WASHINGTON—Securities regulators brought their first enforcement action on Friday against a robo adviser, accusing Wealthfront Advisers LLC of misleading clients.
Wealthfront, which manages $11 billion in assets, agreed to pay $250,000 to settle Securities and Exchange Commission claims that it failed to monitor accounts as it promised to avoid transactions that could erode tax benefits from other trades.
The SEC on Friday also settled an enforcement action with a smaller robo adviser, Hedgeable Inc.
The SEC two years ago said it would sweep the growing robo-advisory industry to check how the upstart firms complied with securities laws. Robo advisers use automated tools to create portfolios for clients, rather than relying on people to pick investments and counsel customers through decisions. Assets with robo advisers have grown to more than $200 billion, according to research firm Backend Benchmarking.
In the case against Wealthfront, the SEC alleged the company failed to monitor accounts for “wash sales,” or trades that involve buying a security back shortly selling the same shares. Wash sales can eliminate tax benefits that come from selling a security at a loss. Wealthfront had told clients it would look for wash sales to ensure they didn’t interfere with tax losses clients could claim.
Wealthfront said wash sales didn’t happen often: The number of wash sales from 2014 through 2016 was just 2.3% of all tax losses harvested for clients.
Nonetheless, the SEC said the robo adviser misled clients by telling them it “monitors all the accounts it manages for each client to avoid any transactions that might trigger a wash sale.”
“We take our regulatory duties seriously at Wealthfront and are happy to have reached a settlement with the SEC,” the company said.
The SEC’s settlement order also alleges that Wealthfront paid some bloggers when articles or advertisements on their webpages resulted in people opening new accounts with the robo adviser. Wealthfront should have had written agreements with the bloggers stipulating how they solicit clients, and should have made certain disclosures of its own about the program, the SEC said.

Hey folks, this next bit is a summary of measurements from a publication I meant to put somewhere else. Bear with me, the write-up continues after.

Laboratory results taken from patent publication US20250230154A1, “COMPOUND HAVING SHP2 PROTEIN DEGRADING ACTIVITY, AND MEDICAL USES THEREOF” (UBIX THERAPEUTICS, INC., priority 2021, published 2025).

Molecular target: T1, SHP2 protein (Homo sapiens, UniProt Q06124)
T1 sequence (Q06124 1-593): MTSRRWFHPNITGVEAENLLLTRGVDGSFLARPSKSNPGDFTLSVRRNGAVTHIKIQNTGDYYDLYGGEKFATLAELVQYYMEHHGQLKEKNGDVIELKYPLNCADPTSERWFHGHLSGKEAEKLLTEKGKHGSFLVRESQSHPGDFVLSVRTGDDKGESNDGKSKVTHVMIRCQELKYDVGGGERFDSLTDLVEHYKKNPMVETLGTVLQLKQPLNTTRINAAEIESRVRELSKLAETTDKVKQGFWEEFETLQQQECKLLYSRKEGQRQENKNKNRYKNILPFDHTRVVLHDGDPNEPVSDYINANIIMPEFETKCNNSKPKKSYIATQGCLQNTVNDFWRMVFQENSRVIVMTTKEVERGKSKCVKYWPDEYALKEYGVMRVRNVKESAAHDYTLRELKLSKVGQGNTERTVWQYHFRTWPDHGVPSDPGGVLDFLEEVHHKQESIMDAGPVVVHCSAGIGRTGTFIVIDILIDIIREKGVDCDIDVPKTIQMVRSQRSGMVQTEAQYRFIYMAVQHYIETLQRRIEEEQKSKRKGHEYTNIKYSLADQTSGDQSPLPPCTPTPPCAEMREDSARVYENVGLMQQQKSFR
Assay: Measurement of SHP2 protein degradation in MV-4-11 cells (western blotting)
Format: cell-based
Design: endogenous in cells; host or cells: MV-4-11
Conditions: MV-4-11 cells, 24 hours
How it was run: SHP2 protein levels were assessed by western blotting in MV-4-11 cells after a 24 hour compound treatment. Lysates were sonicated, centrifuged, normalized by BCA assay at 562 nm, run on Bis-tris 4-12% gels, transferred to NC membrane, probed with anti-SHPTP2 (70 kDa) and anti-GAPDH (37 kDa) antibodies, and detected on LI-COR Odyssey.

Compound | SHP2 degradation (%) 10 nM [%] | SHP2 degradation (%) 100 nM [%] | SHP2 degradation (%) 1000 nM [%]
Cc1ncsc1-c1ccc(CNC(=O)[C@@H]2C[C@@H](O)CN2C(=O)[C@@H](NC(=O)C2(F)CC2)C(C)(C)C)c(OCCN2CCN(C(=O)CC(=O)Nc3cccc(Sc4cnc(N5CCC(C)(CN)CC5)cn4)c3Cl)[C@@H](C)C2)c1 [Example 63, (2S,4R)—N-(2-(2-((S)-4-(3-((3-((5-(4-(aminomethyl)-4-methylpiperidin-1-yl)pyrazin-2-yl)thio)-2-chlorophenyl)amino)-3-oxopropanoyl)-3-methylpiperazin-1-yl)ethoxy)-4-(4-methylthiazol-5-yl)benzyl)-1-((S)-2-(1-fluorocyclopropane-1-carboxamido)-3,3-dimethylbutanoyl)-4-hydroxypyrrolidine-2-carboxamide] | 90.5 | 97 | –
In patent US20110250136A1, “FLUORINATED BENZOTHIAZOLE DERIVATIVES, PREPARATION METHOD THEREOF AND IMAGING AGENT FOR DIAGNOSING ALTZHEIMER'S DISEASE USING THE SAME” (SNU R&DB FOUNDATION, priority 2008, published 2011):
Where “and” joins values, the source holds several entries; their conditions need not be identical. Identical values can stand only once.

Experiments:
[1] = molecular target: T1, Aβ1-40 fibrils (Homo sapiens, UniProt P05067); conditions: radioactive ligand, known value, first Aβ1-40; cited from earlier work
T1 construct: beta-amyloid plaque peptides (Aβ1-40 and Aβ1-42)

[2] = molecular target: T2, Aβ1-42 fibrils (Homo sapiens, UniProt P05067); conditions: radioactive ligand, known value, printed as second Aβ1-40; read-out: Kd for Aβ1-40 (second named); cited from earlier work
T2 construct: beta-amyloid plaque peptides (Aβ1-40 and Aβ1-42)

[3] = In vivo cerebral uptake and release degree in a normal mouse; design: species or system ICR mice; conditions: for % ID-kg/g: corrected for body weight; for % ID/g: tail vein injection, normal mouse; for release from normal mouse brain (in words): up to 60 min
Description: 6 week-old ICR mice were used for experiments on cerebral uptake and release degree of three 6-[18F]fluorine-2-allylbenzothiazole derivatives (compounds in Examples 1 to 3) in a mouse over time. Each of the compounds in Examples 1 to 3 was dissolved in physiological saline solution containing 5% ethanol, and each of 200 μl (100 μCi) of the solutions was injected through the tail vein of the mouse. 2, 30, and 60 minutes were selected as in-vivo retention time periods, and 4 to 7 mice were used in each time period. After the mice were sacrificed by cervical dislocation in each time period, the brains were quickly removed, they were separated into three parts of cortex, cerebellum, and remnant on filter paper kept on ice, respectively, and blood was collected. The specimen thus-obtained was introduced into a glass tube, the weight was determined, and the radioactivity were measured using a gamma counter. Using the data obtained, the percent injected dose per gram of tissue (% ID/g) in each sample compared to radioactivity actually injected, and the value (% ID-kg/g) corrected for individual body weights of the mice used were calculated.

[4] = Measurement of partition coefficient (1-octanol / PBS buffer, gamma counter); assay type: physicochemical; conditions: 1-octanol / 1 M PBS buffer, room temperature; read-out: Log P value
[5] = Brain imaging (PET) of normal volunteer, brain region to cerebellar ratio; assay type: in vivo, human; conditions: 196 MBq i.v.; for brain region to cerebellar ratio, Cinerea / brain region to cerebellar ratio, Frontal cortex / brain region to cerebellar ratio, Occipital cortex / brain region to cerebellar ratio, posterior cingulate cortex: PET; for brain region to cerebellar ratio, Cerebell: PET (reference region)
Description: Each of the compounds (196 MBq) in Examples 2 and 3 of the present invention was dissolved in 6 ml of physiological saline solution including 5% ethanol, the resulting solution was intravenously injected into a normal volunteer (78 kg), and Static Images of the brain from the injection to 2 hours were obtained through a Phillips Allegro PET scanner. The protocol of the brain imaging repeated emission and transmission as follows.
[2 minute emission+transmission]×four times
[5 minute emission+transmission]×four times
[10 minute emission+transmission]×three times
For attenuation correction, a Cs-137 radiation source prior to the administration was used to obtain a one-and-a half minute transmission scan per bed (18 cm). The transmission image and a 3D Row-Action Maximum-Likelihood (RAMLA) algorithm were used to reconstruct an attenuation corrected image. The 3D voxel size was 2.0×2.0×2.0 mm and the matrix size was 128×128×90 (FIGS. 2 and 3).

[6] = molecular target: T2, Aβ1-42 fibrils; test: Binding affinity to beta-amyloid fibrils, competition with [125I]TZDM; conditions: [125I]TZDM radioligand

The payments to bloggers amounted to $97,000 over about one year, the SEC’s order said.
The SEC also said that Wealthfront violated a rule prohibiting investment advisers from using client endorsements to drum up new business. The agency said the robo adviser did that when it retweeted positive statements from its employees, investors and clients.
The SEC’s enforcement cases have increasingly made use of statements that executives, traders or companies make on social media, including Twitter. The SEC said some clients retweeting Wealthfront’s messages could earn free services if a person who saw the tweet later enrolled with Wealthfront.
In a separate case, Hedgeable, a robo adviser that manages $81 million, agreed to pay $80,000 to settle SEC allegations that it misleadingly compared its performance to that of other robo advisers. The SEC said Hedgeable calculated its returns based on less than 4% of client accounts.
A lawyer for Hedgeable didn’t return a message seeking comment.
On Friday the SEC also settled an enforcement action with accounting firm Crowe LLP over claims it failed to properly audit a company that went bankrupt in 2015 after the discovery of $100 million in federal payroll-tax liabilities that were unpaid.
The accounting firm, formerly called Crowe Horwath LLP, will pay $1.5 million to settle the case, the SEC said. Crowe said that the claims were related to a single audit in 2014 and that it is committed to “the highest standards of audit quality and regulatory compliance.”
Crowe’s lead auditor on the account will pay $25,000 and agreed to be barred from auditing public companies for three years.
Write to Dave Michaels at email@example.com